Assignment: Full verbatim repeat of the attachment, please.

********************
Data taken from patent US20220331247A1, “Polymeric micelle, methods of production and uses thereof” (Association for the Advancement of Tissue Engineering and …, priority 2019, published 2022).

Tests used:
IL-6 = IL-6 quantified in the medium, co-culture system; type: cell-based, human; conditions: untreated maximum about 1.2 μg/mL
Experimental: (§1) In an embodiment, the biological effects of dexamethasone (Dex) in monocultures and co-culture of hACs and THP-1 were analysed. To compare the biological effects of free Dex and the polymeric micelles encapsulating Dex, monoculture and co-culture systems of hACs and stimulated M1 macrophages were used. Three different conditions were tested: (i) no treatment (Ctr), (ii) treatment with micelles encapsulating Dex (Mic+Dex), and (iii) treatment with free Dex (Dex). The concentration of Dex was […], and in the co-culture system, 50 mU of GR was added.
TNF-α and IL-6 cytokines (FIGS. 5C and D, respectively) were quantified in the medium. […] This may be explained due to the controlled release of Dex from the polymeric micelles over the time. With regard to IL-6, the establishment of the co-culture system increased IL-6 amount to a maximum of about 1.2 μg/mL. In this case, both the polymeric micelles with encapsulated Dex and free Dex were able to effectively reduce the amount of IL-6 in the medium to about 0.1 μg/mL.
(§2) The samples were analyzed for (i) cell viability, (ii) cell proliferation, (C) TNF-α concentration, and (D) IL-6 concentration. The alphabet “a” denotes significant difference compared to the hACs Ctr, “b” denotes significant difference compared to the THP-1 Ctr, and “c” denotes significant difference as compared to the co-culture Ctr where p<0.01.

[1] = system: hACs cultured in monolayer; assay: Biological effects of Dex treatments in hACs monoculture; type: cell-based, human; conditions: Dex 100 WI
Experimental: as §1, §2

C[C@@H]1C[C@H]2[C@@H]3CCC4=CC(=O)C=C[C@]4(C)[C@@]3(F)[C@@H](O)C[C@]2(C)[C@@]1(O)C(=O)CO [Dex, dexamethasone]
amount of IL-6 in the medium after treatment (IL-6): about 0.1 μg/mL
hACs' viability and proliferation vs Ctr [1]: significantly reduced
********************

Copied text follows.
Data taken from patent US20220331247A1, “Polymeric micelle, methods of production and uses thereof” (Association for the Advancement of Tissue Engineering and …, priority 2019, published 2022).

Tests used:
IL-6 = IL-6 quantified in the medium, co-culture system; type: cell-based, human; conditions: untreated maximum about 1.2 μg/mL
Experimental: (§1) In an embodiment, the biological effects of dexamethasone (Dex) in monocultures and co-culture of hACs and THP-1 were analysed. To compare the biological effects of free Dex and the polymeric micelles encapsulating Dex, monoculture and co-culture systems of hACs and stimulated M1 macrophages were used. Three different conditions were tested: (i) no treatment (Ctr), (ii) treatment with micelles encapsulating Dex (Mic+Dex), and (iii) treatment with free Dex (Dex). The concentration of Dex was […], and in the co-culture system, 50 mU of GR was added.
TNF-α and IL-6 cytokines (FIGS. 5C and D, respectively) were quantified in the medium. […] This may be explained due to the controlled release of Dex from the polymeric micelles over the time. With regard to IL-6, the establishment of the co-culture system increased IL-6 amount to a maximum of about 1.2 μg/mL. In this case, both the polymeric micelles with encapsulated Dex and free Dex were able to effectively reduce the amount of IL-6 in the medium to about 0.1 μg/mL.
(§2) The samples were analyzed for (i) cell viability, (ii) cell proliferation, (C) TNF-α concentration, and (D) IL-6 concentration. The alphabet “a” denotes significant difference compared to the hACs Ctr, “b” denotes significant difference compared to the THP-1 Ctr, and “c” denotes significant difference as compared to the co-culture Ctr where p<0.01.

[1] = system: hACs cultured in monolayer; assay: Biological effects of Dex treatments in hACs monoculture; type: cell-based, human; conditions: Dex 100 WI
Experimental: as §1, §2

C[C@@H]1C[C@H]2[C@@H]3CCC4=CC(=O)C=C[C@]4(C)[C@@]3(F)[C@@H](O)C[C@]2(C)[C@@]1(O)C(=O)CO [Dex, dexamethasone]
amount of IL-6 in the medium after treatment (IL-6): about 0.1 μg/mL
hACs' viability and proliferation vs Ctr [1]: significantly reduced